Friday, November 03, 2006

Why I cry

It’s no fair when I wake up at 5:30 am with a headache. Life is hard enough without having to start the day with one strike already against me. The headache seems all the more cruel because it came out of the blue – totally unexpected, unprovoked, undeserved. Well, I might have been grinding my teeth in my sleep when I had that awful dream about accidentally buying milk flavored with little chunks of shredded meat (a mistake the store manager insisted anyone could make). Or maybe it was the 10 lbs of candy I ate yesterday. That may have had something to do with it. Most likely it was the short crying bout I had last night. I always get a headache after a good cry.

My husband is very sympathetic when I cry but he always wants to know “what happened?” There must be a single event that has triggered my tears. Did I cut myself while chopping onions? Did the kids break an irreplaceable dish? Did a pet die? (I made that last one up. We don’t have any pets because I got tired of being the only one to feed them and clean out their tanks/bowls/cages. Now, if we got a pet – that would be a good reason to cry).

I think it must be one of those Venus / Mars things, but I have a hard time explaining to my husband that nothing happened exactly. Sometimes the sameness of my life – the broken record that is my nagging voice, the dishes and clothes that never stay washed, the decisions about what to feed everyone that I make 3 times a day (which works out to 1095 times a year) – sometimes it’s the nothings and the everythings that overwhelm me.

Jane Dickson Stairwell
I’m standing alone in a stairwell looking down at all the steps I’ve taken. I’ve married a great man, given birth to four wonderful children, accomplished a few impressive things along the way like collecting college degrees, running half-marathons, finishing some quilts. But some of those other steps below me represent regrets – the petty things I’ve said and done, the projects I’ve started but not finished, the many ways I’ve screwed up my kids (because God knows they’d still be perfect if it weren’t for the bad habits I’ve let them develop). And above me the stairs continue to ascend with mocking regularity. I rest my arm on the railing and prepare for the rest of the climb – the next step, next day, the next batch of laundry. But for now I pause in the light of the landing that is the present moment and I take a deep breath. And sometimes I cry just a bit.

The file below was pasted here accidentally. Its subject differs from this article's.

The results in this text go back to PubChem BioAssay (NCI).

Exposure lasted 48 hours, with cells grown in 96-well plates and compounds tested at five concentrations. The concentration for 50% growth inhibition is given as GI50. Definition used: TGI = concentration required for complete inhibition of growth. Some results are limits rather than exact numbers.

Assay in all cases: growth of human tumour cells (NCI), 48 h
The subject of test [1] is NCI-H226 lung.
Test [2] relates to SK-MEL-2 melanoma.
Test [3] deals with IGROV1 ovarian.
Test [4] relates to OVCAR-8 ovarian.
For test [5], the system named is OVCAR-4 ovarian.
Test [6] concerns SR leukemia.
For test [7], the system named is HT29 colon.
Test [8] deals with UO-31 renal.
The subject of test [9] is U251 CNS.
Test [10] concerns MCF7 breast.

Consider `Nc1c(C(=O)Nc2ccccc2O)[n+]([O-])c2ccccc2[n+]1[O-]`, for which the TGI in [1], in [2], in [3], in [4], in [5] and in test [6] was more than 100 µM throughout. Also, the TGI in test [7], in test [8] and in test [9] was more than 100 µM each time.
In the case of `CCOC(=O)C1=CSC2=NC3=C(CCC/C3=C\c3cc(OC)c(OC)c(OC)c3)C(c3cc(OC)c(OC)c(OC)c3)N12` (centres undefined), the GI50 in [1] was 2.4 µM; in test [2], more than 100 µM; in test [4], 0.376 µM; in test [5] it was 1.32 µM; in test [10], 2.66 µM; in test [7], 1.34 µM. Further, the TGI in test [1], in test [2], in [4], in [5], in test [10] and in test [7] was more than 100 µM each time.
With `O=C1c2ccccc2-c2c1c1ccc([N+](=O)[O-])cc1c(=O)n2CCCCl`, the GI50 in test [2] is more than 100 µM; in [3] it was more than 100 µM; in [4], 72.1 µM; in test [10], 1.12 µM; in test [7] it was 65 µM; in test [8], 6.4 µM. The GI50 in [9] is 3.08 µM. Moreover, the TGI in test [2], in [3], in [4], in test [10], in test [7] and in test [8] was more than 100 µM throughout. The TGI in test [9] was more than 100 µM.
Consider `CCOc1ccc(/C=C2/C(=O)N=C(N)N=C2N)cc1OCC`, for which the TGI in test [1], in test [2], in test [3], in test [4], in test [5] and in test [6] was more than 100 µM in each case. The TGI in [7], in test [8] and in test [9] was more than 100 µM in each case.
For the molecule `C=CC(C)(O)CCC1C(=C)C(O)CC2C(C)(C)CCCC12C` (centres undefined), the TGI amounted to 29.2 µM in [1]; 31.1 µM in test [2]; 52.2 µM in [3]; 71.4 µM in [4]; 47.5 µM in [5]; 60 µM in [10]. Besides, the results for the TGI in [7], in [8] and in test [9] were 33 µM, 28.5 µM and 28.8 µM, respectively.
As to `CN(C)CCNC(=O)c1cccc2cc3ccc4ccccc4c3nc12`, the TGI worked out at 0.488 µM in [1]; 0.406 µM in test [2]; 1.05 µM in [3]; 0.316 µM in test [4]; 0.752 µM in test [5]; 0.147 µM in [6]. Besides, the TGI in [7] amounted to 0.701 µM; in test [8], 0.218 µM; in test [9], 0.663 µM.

I cry to relieve the pressure. I cry because I’m not sure what else to do. I cry to let my husband see that I need more help. I cry to let my kids know I’m human – as if there were any doubt. I cry because, just for the moment, I can see myself from above and my life seems a little pathetic, like a scene in a tragic movie or a Kodak commercial. My son, when I’m putting a bandaid on his owie, always looks in the mirror to watch himself cry and it makes him cry harder. Sometimes we all need a good self-pity party.

And then I realize that crying isn’t going to get dinner made, and the kids are looking a bit too concerned (because they didn’t really want to know I was human) and are offering to help me set the table. And nothing happens but I’m fine now and aside from a little emotional hangover in the morning, I’ll be fine then too.

14 comments:

meno said...

That's a nice post. Crying often is just a cumulative event. It's not something but some things.

Heth said...

This is a wonderful post, thank you for your honesty. I think we all feel this way sometimes, at least I know I do.